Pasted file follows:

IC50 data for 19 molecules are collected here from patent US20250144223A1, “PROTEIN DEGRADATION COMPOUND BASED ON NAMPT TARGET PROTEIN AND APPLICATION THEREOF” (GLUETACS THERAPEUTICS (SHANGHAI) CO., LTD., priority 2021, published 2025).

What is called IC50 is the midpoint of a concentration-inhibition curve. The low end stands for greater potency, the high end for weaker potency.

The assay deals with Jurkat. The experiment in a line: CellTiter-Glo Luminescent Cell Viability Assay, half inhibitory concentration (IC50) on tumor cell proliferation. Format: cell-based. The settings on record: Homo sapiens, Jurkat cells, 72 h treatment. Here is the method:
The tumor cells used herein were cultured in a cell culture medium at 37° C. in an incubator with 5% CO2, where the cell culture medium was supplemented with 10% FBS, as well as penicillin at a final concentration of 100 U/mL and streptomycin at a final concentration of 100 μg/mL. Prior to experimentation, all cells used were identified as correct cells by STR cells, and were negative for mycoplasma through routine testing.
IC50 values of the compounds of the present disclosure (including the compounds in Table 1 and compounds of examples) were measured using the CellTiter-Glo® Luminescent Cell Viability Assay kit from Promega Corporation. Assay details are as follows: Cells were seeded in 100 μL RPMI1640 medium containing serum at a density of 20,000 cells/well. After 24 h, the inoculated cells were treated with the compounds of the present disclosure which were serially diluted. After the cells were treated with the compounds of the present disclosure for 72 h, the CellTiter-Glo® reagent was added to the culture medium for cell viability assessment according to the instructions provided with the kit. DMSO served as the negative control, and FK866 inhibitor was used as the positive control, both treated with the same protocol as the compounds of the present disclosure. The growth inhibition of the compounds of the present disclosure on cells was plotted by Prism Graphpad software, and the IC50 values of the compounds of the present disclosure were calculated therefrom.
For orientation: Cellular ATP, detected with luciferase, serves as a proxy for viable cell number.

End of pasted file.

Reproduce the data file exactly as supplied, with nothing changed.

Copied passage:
IC50 data for 19 molecules are collected here from patent US20250144223A1, “PROTEIN DEGRADATION COMPOUND BASED ON NAMPT TARGET PROTEIN AND APPLICATION THEREOF” (GLUETACS THERAPEUTICS (SHANGHAI) CO., LTD., priority 2021, published 2025).

What is called IC50 is the midpoint of a concentration-inhibition curve. The low end stands for greater potency, the high end for weaker potency.

The assay deals with Jurkat. The experiment in a line: CellTiter-Glo Luminescent Cell Viability Assay, half inhibitory concentration (IC50) on tumor cell proliferation. Format: cell-based. The settings on record: Homo sapiens, Jurkat cells, 72 h treatment. Here is the method:
The tumor cells used herein were cultured in a cell culture medium at 37° C. in an incubator with 5% CO2, where the cell culture medium was supplemented with 10% FBS, as well as penicillin at a final concentration of 100 U/mL and streptomycin at a final concentration of 100 μg/mL. Prior to experimentation, all cells used were identified as correct cells by STR cells, and were negative for mycoplasma through routine testing.
IC50 values of the compounds of the present disclosure (including the compounds in Table 1 and compounds of examples) were measured using the CellTiter-Glo® Luminescent Cell Viability Assay kit from Promega Corporation. Assay details are as follows: Cells were seeded in 100 μL RPMI1640 medium containing serum at a density of 20,000 cells/well. After 24 h, the inoculated cells were treated with the compounds of the present disclosure which were serially diluted. After the cells were treated with the compounds of the present disclosure for 72 h, the CellTiter-Glo® reagent was added to the culture medium for cell viability assessment according to the instructions provided with the kit. DMSO served as the negative control, and FK866 inhibitor was used as the positive control, both treated with the same protocol as the compounds of the present disclosure. The growth inhibition of the compounds of the present disclosure on cells was plotted by Prism Graphpad software, and the IC50 values of the compounds of the present disclosure were calculated therefrom.
For orientation: Cellular ATP, detected with luciferase, serves as a proxy for viable cell number.